Litter-fall causes nitrous oxide emissions
Our previous study showed that significant quantities of litter-fall (harvested but unconsumed plant material dropped during grazing) can be deposited onto the soil surface during a grazing event. However, the contribution of in situ decomposition of this litter-fall to nitrous oxide (N₂O) emissions is unknown. We applied 15N-labelled ryegrass (Lolium perenne L.) to the surface of a pastoral soil and for up to 139 days thereafter, quantified the contribution of herbage decomposition to N₂O production and soil N dynamics in field conditions. Approximately 70% of the total N₂O originated from the surface-applied litter treatment with 38–75% of the cumulative emissions occurring within 4–10 d of treatment application. After 66 d, dry matter loss from the litterbags equated to 46–82% of the pasture dry matter applied. Emissions of N₂O likely resulted from ammonification followed by a coupling of nitrification and denitrification during litter decomposition. The litter contributed to both the 15N enrichment of the soil NO₃ ⁻−N and N₂O–N pools. The emission factor (EF) of the in situ placed litter was 1.2%; similar to the IPCC default EF value of 1% for crop residues. Further in situ studies using different pasture species and litter-fall rates are required to understand the microbial processes responsible for litter-induced N₂O emissions.... [Show full abstract]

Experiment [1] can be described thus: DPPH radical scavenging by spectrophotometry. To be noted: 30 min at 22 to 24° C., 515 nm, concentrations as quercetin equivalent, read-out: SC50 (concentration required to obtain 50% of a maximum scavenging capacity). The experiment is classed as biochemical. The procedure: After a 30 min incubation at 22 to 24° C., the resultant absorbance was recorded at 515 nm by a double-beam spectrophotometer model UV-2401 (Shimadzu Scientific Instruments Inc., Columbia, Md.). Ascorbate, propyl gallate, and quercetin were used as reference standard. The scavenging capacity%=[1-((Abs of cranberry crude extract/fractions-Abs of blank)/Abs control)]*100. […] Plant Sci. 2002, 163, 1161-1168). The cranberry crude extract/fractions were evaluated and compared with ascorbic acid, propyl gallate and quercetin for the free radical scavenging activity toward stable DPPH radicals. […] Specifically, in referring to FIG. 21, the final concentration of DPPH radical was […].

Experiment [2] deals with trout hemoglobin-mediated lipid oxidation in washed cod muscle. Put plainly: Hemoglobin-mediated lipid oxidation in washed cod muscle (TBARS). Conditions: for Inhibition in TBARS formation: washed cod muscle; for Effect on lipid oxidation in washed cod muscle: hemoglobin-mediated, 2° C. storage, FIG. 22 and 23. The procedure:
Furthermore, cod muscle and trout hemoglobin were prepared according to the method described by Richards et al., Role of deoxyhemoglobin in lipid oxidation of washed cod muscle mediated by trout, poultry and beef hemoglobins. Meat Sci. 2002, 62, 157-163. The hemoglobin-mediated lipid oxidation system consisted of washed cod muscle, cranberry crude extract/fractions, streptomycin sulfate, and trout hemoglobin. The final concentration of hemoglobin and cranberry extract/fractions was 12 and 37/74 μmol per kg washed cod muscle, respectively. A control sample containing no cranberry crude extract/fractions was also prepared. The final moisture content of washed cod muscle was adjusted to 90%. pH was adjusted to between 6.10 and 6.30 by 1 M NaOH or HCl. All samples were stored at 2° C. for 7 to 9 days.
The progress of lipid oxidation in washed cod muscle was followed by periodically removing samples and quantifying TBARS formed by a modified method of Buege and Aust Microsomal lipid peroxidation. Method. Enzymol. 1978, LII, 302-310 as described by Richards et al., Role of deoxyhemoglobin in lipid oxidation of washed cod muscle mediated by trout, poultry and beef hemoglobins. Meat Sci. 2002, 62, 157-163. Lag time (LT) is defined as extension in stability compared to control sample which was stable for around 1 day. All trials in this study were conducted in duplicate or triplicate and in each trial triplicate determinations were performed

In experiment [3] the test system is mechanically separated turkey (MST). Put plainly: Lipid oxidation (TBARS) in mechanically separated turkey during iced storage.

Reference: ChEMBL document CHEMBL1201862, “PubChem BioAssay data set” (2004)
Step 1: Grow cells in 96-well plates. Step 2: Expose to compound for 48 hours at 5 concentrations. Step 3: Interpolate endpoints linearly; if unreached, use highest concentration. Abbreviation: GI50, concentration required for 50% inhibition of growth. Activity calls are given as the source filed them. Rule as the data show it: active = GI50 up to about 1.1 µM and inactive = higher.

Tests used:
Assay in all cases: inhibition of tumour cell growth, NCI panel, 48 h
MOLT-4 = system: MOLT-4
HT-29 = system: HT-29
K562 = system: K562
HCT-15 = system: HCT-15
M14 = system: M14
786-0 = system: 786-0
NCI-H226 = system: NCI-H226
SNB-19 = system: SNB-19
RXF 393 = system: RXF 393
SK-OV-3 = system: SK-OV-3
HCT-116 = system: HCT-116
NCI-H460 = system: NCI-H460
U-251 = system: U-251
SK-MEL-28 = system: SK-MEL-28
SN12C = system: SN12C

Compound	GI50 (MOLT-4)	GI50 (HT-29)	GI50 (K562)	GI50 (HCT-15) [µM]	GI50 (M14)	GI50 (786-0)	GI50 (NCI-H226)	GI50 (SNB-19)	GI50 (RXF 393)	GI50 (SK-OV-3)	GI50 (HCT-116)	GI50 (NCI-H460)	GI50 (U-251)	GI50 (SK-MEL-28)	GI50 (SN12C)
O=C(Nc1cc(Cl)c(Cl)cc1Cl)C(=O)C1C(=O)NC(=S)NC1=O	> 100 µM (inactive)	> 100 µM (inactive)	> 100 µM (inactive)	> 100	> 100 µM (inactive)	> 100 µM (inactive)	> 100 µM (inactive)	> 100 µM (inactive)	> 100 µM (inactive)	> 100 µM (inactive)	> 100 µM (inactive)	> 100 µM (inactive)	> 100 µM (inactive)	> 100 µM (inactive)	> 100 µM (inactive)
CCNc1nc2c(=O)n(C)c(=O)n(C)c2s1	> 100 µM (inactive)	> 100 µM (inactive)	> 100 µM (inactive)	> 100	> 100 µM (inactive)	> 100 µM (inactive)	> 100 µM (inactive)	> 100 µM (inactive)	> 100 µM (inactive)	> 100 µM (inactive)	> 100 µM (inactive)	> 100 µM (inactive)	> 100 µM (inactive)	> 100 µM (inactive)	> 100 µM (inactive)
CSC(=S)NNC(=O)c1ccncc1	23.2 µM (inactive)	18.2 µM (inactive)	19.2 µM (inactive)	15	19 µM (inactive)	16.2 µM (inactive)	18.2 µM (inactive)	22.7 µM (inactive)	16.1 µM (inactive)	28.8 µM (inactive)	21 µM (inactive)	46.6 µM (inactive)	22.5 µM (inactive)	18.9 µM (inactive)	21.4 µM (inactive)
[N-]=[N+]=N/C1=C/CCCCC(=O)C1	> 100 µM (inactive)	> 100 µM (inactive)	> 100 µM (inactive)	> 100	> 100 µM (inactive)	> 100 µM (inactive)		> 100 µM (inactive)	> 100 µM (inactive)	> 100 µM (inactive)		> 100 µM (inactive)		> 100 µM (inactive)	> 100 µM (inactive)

TypeConference Contribution - Unpublished (Conference Oral Presentation)
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